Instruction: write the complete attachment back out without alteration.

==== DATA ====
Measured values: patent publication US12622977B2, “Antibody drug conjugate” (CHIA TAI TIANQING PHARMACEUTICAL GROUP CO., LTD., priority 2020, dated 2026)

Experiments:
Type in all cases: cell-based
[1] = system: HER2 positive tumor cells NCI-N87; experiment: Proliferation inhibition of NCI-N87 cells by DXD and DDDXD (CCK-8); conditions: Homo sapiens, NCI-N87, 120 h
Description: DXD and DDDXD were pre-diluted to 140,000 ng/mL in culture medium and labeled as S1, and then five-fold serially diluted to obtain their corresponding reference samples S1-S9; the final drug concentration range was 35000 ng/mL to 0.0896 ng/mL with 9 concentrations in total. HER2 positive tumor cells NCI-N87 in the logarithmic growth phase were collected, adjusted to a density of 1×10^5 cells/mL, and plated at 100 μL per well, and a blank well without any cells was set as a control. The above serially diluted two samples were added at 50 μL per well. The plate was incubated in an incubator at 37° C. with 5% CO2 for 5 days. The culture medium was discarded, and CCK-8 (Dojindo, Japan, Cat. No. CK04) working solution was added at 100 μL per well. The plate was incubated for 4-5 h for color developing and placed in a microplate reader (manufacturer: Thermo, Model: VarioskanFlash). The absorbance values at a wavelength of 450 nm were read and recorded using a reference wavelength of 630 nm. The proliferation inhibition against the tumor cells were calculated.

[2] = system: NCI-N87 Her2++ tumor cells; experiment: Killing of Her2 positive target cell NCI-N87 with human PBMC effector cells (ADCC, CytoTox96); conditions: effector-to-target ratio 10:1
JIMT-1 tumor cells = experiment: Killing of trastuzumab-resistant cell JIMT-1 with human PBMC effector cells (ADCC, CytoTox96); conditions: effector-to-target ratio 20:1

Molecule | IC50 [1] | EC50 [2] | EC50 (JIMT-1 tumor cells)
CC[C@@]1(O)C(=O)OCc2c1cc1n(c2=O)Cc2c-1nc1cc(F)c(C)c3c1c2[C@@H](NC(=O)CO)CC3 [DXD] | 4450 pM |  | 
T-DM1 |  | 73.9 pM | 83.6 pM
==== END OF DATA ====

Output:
Measured values: patent publication US12622977B2, “Antibody drug conjugate” (CHIA TAI TIANQING PHARMACEUTICAL GROUP CO., LTD., priority 2020, dated 2026)

Experiments:
Type in all cases: cell-based
[1] = system: HER2 positive tumor cells NCI-N87; experiment: Proliferation inhibition of NCI-N87 cells by DXD and DDDXD (CCK-8); conditions: Homo sapiens, NCI-N87, 120 h
Description: DXD and DDDXD were pre-diluted to 140,000 ng/mL in culture medium and labeled as S1, and then five-fold serially diluted to obtain their corresponding reference samples S1-S9; the final drug concentration range was 35000 ng/mL to 0.0896 ng/mL with 9 concentrations in total. HER2 positive tumor cells NCI-N87 in the logarithmic growth phase were collected, adjusted to a density of 1×10^5 cells/mL, and plated at 100 μL per well, and a blank well without any cells was set as a control. The above serially diluted two samples were added at 50 μL per well. The plate was incubated in an incubator at 37° C. with 5% CO2 for 5 days. The culture medium was discarded, and CCK-8 (Dojindo, Japan, Cat. No. CK04) working solution was added at 100 μL per well. The plate was incubated for 4-5 h for color developing and placed in a microplate reader (manufacturer: Thermo, Model: VarioskanFlash). The absorbance values at a wavelength of 450 nm were read and recorded using a reference wavelength of 630 nm. The proliferation inhibition against the tumor cells were calculated.

[2] = system: NCI-N87 Her2++ tumor cells; experiment: Killing of Her2 positive target cell NCI-N87 with human PBMC effector cells (ADCC, CytoTox96); conditions: effector-to-target ratio 10:1
JIMT-1 tumor cells = experiment: Killing of trastuzumab-resistant cell JIMT-1 with human PBMC effector cells (ADCC, CytoTox96); conditions: effector-to-target ratio 20:1

Molecule | IC50 [1] | EC50 [2] | EC50 (JIMT-1 tumor cells)
CC[C@@]1(O)C(=O)OCc2c1cc1n(c2=O)Cc2c-1nc1cc(F)c(C)c3c1c2[C@@H](NC(=O)CO)CC3 [DXD] | 4450 pM |  | 
T-DM1 |  | 73.9 pM | 83.6 pM